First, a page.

THE real name
of the illustrious hero, Lord Clyde, was Colin MíLiver, he being the
eldest son of John MíLiver and Agnes Campbell. He was born 28th October,
1792, at 63 High John Street, opposite the north-east corner of the
Municipal Buildings. His parents were both natives of Islay, one of the
Hebride islands. Young Colin was educated at the High School. At the age
of ten he was removed from Glasgow by his maternal uncle, Colonel John
Campbell; and, when fifteen years of age, received his commission as
ensign, on the 26th May, 1808, in the 9th Regiment of Foot. It was then
that the change of name from MíLiver to Campbell took place, and it arose
out of an erroneous impression of the Duke of York, commander-in-chief,
who, on Colonel Campbell introducing his nephew to the Duke, was greeted
by His Royal Highness with the exclamation:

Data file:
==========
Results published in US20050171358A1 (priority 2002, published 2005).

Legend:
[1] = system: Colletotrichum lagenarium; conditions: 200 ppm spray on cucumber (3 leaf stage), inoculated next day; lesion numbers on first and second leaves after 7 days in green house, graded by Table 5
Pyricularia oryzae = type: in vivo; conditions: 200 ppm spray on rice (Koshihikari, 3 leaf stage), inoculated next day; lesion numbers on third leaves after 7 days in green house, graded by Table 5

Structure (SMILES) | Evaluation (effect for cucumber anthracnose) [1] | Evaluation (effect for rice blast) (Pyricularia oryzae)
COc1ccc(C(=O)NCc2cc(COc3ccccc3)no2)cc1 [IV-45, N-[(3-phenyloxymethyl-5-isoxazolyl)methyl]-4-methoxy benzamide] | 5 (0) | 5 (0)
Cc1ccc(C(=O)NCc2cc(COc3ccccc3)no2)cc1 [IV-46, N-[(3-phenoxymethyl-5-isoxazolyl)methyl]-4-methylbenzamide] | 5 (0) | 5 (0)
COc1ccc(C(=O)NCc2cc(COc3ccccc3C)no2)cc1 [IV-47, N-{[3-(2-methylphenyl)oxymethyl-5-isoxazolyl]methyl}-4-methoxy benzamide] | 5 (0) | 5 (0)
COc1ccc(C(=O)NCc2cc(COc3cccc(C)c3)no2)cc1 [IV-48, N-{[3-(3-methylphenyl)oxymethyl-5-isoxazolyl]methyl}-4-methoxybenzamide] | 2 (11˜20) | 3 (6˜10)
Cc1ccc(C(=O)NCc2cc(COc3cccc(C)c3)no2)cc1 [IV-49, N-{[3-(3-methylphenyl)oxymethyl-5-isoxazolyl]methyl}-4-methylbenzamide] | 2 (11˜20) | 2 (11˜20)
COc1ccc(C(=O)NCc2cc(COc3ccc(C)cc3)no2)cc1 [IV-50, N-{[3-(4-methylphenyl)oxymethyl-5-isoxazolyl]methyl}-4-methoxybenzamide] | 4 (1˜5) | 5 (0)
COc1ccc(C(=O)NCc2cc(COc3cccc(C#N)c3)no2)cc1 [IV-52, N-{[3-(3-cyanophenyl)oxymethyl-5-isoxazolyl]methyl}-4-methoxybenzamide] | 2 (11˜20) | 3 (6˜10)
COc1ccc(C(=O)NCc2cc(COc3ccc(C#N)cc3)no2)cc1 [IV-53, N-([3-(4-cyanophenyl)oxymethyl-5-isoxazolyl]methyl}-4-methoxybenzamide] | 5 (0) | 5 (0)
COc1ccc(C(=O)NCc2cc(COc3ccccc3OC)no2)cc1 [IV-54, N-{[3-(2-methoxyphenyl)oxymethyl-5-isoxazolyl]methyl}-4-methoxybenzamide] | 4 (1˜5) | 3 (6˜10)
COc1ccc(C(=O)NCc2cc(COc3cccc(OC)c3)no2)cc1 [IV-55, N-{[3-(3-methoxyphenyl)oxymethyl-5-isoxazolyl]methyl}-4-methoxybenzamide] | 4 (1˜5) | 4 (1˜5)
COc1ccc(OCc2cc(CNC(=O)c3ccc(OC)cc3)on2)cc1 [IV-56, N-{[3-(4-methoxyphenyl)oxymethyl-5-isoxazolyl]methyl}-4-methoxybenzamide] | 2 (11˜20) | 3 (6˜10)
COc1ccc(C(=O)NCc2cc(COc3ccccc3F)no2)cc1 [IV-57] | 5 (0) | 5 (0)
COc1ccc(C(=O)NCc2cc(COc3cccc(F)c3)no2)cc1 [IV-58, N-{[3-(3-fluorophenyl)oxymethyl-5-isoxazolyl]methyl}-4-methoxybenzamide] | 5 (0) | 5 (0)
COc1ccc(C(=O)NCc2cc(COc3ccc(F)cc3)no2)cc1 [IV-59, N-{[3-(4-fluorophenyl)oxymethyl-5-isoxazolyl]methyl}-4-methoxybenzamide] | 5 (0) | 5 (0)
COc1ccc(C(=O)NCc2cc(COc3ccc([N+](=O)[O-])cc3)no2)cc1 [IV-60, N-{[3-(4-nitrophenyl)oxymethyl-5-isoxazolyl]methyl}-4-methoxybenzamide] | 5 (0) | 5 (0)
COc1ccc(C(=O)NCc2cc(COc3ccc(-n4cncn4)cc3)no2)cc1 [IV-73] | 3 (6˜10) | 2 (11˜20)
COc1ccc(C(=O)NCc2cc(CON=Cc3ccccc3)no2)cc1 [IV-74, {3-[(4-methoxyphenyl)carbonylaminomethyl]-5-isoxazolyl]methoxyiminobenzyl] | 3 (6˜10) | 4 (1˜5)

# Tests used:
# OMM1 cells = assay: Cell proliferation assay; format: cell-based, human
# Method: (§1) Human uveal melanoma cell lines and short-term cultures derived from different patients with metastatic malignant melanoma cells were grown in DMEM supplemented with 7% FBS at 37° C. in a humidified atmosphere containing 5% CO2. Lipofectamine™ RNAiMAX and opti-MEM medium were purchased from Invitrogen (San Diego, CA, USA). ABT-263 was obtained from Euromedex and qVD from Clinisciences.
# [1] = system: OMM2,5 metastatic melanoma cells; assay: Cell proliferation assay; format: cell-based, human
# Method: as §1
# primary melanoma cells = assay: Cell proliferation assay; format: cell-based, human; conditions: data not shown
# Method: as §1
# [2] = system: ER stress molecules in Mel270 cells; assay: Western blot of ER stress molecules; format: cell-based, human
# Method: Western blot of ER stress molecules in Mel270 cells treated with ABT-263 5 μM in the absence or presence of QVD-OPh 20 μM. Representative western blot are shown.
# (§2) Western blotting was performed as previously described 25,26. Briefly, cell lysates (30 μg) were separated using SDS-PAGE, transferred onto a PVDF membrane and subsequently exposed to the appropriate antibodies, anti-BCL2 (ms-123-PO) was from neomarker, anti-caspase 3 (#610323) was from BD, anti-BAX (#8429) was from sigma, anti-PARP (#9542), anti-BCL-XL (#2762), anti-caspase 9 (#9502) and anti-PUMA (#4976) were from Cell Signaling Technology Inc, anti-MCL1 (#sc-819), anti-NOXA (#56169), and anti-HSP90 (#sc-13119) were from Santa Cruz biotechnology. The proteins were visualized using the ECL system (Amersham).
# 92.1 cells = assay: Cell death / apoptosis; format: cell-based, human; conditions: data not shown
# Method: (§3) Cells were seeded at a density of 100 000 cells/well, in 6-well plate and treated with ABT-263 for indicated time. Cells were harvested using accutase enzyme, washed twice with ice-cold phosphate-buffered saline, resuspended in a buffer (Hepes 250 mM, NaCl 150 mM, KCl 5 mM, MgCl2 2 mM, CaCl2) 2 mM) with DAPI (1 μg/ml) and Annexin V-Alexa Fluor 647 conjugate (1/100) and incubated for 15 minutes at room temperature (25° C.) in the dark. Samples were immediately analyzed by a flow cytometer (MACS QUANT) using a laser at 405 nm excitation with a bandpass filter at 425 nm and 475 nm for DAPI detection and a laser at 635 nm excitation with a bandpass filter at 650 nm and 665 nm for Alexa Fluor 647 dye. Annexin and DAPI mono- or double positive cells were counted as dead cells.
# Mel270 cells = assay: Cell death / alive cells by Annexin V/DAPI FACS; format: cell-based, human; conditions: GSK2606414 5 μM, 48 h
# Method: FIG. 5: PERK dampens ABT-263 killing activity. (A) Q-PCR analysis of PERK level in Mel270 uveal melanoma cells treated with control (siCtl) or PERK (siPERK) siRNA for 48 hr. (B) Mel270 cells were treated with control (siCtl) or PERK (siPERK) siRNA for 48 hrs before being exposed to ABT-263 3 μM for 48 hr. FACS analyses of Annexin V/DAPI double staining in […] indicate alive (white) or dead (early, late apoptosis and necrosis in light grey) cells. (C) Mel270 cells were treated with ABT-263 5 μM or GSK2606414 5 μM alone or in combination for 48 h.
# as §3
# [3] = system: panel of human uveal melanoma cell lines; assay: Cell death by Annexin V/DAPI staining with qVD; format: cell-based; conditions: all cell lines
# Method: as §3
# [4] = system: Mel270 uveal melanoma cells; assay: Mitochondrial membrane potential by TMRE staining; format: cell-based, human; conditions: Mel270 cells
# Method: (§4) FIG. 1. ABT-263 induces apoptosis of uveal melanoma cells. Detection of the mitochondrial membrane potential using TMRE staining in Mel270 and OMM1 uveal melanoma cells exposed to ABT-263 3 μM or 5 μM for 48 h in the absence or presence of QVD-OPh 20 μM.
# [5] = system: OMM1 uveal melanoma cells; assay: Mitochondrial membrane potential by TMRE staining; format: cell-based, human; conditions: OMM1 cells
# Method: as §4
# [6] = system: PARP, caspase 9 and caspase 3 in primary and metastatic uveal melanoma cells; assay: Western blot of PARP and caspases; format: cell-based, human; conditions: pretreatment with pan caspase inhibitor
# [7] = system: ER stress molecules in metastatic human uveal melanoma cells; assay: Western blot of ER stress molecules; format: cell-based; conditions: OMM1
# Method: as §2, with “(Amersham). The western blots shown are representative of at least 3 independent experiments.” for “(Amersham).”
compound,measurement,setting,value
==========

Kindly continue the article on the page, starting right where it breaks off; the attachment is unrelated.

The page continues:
"What! another of the clan?"
On this assumption that he was of
the same name as his uncle, a note of it was made as Colin Campbell. The
colonel, who noticed his nephew about to correct the mistake, checked him
in an undertone, and remarked:
"Campbell is a first-rate name to
serve and fight under."
And thus it was the Duke of York
who, unwittingly, changed the name of the young ensign. His regiment was
under the command of Colonel Cameron, who gave him his first lesson in how
to stand fire at the battle of Vimiera. He was in the army that fought
under his fellow-townsman, Sir John Moore, at Corunna, and young Campbell
was one of the party who buried the hero at dead of night, and
"Left him alone in his glory."
His career in India, and the honours
which awaited him, are historical. The veteran hero died in peace, 14th
August, 1863. His monument stands in George Square.